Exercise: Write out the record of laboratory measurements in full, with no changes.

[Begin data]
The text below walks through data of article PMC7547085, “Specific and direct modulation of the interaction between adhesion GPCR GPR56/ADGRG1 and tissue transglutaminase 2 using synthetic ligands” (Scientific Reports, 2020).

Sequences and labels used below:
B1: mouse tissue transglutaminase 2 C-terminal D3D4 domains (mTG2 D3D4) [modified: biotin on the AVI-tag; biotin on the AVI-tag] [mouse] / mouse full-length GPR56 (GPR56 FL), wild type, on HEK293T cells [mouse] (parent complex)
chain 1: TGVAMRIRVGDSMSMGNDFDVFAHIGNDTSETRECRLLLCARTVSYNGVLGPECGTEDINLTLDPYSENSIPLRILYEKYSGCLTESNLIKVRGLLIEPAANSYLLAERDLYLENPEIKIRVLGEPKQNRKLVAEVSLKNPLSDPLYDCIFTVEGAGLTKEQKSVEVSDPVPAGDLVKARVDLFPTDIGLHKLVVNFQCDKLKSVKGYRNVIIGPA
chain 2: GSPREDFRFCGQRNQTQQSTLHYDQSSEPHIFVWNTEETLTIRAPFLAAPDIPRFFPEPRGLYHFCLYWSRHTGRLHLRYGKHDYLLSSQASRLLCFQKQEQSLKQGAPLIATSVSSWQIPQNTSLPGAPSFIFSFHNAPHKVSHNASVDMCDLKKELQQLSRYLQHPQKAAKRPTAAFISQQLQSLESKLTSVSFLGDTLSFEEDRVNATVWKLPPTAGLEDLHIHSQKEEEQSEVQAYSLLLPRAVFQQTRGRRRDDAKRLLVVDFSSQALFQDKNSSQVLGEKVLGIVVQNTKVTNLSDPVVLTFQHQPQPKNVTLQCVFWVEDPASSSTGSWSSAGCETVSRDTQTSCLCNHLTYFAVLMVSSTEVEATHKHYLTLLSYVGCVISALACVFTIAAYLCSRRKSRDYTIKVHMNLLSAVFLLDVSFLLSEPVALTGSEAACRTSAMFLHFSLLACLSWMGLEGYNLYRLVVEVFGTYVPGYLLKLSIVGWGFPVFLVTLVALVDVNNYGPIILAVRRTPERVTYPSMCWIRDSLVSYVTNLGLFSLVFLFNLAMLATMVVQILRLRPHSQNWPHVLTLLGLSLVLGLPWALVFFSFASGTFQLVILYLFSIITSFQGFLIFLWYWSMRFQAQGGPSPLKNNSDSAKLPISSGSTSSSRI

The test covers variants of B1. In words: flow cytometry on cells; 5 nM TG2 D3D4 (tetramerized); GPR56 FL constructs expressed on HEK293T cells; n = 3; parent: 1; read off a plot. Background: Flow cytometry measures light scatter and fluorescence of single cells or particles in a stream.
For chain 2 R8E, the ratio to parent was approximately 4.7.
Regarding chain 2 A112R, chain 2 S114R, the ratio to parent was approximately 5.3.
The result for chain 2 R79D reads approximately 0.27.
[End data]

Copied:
The text below walks through data of article PMC7547085, “Specific and direct modulation of the interaction between adhesion GPCR GPR56/ADGRG1 and tissue transglutaminase 2 using synthetic ligands” (Scientific Reports, 2020).

Sequences and labels used below:
B1: mouse tissue transglutaminase 2 C-terminal D3D4 domains (mTG2 D3D4) [modified: biotin on the AVI-tag; biotin on the AVI-tag] [mouse] / mouse full-length GPR56 (GPR56 FL), wild type, on HEK293T cells [mouse] (parent complex)
chain 1: TGVAMRIRVGDSMSMGNDFDVFAHIGNDTSETRECRLLLCARTVSYNGVLGPECGTEDINLTLDPYSENSIPLRILYEKYSGCLTESNLIKVRGLLIEPAANSYLLAERDLYLENPEIKIRVLGEPKQNRKLVAEVSLKNPLSDPLYDCIFTVEGAGLTKEQKSVEVSDPVPAGDLVKARVDLFPTDIGLHKLVVNFQCDKLKSVKGYRNVIIGPA
chain 2: GSPREDFRFCGQRNQTQQSTLHYDQSSEPHIFVWNTEETLTIRAPFLAAPDIPRFFPEPRGLYHFCLYWSRHTGRLHLRYGKHDYLLSSQASRLLCFQKQEQSLKQGAPLIATSVSSWQIPQNTSLPGAPSFIFSFHNAPHKVSHNASVDMCDLKKELQQLSRYLQHPQKAAKRPTAAFISQQLQSLESKLTSVSFLGDTLSFEEDRVNATVWKLPPTAGLEDLHIHSQKEEEQSEVQAYSLLLPRAVFQQTRGRRRDDAKRLLVVDFSSQALFQDKNSSQVLGEKVLGIVVQNTKVTNLSDPVVLTFQHQPQPKNVTLQCVFWVEDPASSSTGSWSSAGCETVSRDTQTSCLCNHLTYFAVLMVSSTEVEATHKHYLTLLSYVGCVISALACVFTIAAYLCSRRKSRDYTIKVHMNLLSAVFLLDVSFLLSEPVALTGSEAACRTSAMFLHFSLLACLSWMGLEGYNLYRLVVEVFGTYVPGYLLKLSIVGWGFPVFLVTLVALVDVNNYGPIILAVRRTPERVTYPSMCWIRDSLVSYVTNLGLFSLVFLFNLAMLATMVVQILRLRPHSQNWPHVLTLLGLSLVLGLPWALVFFSFASGTFQLVILYLFSIITSFQGFLIFLWYWSMRFQAQGGPSPLKNNSDSAKLPISSGSTSSSRI

The test covers variants of B1. In words: flow cytometry on cells; 5 nM TG2 D3D4 (tetramerized); GPR56 FL constructs expressed on HEK293T cells; n = 3; parent: 1; read off a plot. Background: Flow cytometry measures light scatter and fluorescence of single cells or particles in a stream.
For chain 2 R8E, the ratio to parent was approximately 4.7.
Regarding chain 2 A112R, chain 2 S114R, the ratio to parent was approximately 5.3.
The result for chain 2 R79D reads approximately 0.27.